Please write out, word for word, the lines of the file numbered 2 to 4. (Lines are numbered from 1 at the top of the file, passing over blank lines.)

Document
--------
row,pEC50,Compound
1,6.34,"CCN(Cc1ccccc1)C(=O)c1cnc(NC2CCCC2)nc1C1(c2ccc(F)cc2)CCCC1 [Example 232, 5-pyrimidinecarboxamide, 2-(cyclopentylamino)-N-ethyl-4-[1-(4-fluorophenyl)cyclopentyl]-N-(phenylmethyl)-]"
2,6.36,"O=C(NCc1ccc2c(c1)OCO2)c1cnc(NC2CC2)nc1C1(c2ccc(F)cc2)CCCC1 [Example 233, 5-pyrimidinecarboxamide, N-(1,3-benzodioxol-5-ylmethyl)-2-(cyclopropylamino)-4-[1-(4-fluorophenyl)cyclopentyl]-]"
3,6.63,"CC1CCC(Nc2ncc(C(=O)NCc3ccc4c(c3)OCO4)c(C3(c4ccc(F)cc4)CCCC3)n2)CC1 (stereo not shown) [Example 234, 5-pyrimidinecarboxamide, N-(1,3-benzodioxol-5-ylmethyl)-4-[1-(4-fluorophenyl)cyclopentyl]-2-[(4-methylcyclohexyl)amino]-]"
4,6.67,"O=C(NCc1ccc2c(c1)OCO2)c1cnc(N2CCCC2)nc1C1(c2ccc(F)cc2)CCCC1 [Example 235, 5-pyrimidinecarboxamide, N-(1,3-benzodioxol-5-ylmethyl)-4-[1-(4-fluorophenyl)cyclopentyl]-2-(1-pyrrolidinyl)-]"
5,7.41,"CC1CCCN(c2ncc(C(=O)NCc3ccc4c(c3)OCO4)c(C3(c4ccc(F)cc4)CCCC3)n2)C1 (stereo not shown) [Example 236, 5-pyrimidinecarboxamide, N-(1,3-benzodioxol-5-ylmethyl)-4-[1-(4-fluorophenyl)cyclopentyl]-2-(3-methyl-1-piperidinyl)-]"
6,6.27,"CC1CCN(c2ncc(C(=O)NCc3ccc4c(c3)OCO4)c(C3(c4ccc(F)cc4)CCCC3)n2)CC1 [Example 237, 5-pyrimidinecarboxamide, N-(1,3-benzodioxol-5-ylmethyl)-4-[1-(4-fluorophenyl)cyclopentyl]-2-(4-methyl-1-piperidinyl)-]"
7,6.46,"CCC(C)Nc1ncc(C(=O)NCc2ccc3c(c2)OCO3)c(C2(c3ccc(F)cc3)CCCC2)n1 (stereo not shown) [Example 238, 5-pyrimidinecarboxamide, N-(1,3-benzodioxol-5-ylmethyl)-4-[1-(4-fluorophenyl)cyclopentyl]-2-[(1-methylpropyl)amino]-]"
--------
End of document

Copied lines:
1,6.34,"CCN(Cc1ccccc1)C(=O)c1cnc(NC2CCCC2)nc1C1(c2ccc(F)cc2)CCCC1 [Example 232, 5-pyrimidinecarboxamide, 2-(cyclopentylamino)-N-ethyl-4-[1-(4-fluorophenyl)cyclopentyl]-N-(phenylmethyl)-]"
2,6.36,"O=C(NCc1ccc2c(c1)OCO2)c1cnc(NC2CC2)nc1C1(c2ccc(F)cc2)CCCC1 [Example 233, 5-pyrimidinecarboxamide, N-(1,3-benzodioxol-5-ylmethyl)-2-(cyclopropylamino)-4-[1-(4-fluorophenyl)cyclopentyl]-]"
3,6.63,"CC1CCC(Nc2ncc(C(=O)NCc3ccc4c(c3)OCO4)c(C3(c4ccc(F)cc4)CCCC3)n2)CC1 (stereo not shown) [Example 234, 5-pyrimidinecarboxamide, N-(1,3-benzodioxol-5-ylmethyl)-4-[1-(4-fluorophenyl)cyclopentyl]-2-[(4-methylcyclohexyl)amino]-]"